Pants: optional for elite ninjas.

The Case Against

If there’s one thing that I constantly have to remind my brother, it’s that graphics aren’t everything.  There are a lot of other, more important factors at play behind games: gameplay of course, but control, camera work, longevity, presentation, and more (my favorite of these being the “impact”, i.e. how meaty each hit or action feels when performed).  Because of it, we can’t think of games as just interactive movies; too many forces are at play to reduce everything to just how good it looks, even though a fancy-pants graphics engine certainly helps.

Video games -- as others before me have furiously stated -- are active experiences, as opposed to the passive nature of movies.  The most interactivity I’ve gotten from a movie is from Avatar, if only because I saw the 3D version and I subconsciously brushed at the air when I thought an ember was flying in front of my face.  We aren’t in control of anything as viewers (yet), which means whatever moronic mistakes the heroes on-screen perform, we’re destined to watch it unfold like some special level of hell.  Case in point: Jumper.  The teleporting hero, despite knowing all too well that he can and will be tracked down by a secret organization, decides not only to hide away in his hometown, but also get his would-be girlfriend thoroughly involved in his problems.  Why?  Arguably, so she could get kidnapped vis-à-vis the plot.  Granted, plenty of games have probably got the same moronic developments, but at least some of them also have the decency to let you choose your path.  And for better or worse, that ability to choose your path -- even if that choice is limited to the light or dark side of the Force, for example -- is a key component that movies don’t have.
Have you tried not sucking, young Padawan?

Let’s not forget how many options movies take away, either.  You can’t select your character, that’s for sure; if I may use Avatar as my whipping boy a bit longer, then let me lay out an interesting scenario: rather than watching as the hero of the Jarhead tribe, Jake, protects Pandora, how many of you would prefer to see a movie starring Colonel Quaritch -- and actually have him prevail over the Pandoran natives?  But no -- you’ll never get something as tantalizing as that, seeing as how that would absolutely obliterate the entire moral of the movie (though to be fair, there is a tie-in game…that probably sucks).  Your character, your path, your play style, everything is pre-determined in a movie.  Although this same predetermined nature exists in games, it’s much more covert about it: you can only play as Dante or Nero in Devil May Cry 4 and not a player-generated demon slayer, but in exchange you get plenty of combat options, from mix-and-matching weapons with Dante to coordinated attack patterns with Nero.  The choices the player makes not only have an impact, but an impact that resonates with said player.  The name of the game is control, and movies just don’t provide that.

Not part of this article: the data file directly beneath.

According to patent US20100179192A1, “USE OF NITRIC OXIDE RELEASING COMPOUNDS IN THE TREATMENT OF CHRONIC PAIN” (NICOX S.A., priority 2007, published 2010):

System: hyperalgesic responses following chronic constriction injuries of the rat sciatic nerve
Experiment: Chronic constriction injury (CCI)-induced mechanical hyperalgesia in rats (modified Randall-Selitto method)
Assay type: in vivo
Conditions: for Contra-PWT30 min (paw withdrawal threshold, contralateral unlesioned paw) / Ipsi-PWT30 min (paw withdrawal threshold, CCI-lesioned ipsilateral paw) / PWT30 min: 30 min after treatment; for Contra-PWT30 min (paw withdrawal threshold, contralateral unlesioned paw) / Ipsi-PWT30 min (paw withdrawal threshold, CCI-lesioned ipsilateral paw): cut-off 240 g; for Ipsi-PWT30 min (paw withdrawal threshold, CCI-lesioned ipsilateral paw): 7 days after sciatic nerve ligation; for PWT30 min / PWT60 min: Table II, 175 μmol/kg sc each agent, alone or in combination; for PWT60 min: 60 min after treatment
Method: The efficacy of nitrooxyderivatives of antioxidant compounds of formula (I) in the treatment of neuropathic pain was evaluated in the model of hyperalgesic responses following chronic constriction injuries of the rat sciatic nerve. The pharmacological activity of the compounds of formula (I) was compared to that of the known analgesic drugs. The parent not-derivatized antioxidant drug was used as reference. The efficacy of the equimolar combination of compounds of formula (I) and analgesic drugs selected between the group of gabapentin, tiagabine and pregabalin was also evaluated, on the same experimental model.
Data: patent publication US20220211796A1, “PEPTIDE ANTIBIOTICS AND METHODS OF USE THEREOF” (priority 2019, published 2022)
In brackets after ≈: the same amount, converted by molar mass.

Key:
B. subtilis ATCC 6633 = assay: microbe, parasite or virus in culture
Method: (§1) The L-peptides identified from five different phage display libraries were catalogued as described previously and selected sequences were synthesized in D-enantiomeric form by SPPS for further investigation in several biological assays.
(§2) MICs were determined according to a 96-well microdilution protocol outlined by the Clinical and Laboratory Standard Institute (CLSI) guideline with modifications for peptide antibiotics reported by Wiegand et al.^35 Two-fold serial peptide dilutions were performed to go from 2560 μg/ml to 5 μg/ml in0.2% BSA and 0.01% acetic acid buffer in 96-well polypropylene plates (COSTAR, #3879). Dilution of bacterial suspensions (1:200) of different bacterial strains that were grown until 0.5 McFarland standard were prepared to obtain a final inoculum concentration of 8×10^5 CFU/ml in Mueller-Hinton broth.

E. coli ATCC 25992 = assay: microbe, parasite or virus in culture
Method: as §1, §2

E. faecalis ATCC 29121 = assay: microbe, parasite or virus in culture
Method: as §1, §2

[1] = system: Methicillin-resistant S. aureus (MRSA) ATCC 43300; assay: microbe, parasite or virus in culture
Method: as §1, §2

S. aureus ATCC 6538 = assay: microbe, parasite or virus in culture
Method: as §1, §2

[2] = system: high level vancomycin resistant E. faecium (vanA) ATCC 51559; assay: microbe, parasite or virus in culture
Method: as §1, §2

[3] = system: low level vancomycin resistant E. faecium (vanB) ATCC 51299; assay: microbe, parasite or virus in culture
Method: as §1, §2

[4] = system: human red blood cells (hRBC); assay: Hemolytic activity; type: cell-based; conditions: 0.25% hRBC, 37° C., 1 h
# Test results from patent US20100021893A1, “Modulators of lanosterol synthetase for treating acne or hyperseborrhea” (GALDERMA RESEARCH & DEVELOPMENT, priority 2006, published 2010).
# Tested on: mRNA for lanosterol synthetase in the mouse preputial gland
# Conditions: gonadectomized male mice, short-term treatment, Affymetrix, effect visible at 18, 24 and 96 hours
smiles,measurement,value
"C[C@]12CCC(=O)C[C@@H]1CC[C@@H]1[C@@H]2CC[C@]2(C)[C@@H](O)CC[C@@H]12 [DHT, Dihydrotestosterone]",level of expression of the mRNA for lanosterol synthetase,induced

There's still plenty of phallic imagery in both, though.

On top of that, the plot conventions of a movie are radically different from that of a game.  For one thing, when was the last time you saw a movie that lasted for eight hours?  The longest that I know of right off the top of my head is an old version of Pride and Prejudice that my high school English class watched -- and that clocked in at around five.  If I remember correctly, that’s about the same time it takes to finish Mirror’s Edge, which if I also remember correctly was slammed for being that short.  A good length for an action game is twelve to fifteen hours (if that; lately, the norm seems to be six to eight, making a Friday night marathon run a possibility); adventure games, twenty or so.  Role-playing games, meanwhile, get slammed if there’s any less than thirty hours of content.  And that excludes post-game content; if it doesn’t, then based on my experience with Star Ocean: Till the End of Time, it’s perfectly acceptable to have a hundred-thirty hour game.  There’s much more time and much more room for a game plot to stretch its legs, and branch out the development of its story and characters.  The Tales of series is a prime example -- you can decide whether the hero sticks with his obvious future girlfriend, or delves deeper into the pasts and motivations of his teammates until he decides to travel with him (or her!) instead.  To squeeze that into a movie -- or, conversely, expect a game to conform to those standards -- is a surefire way to fail.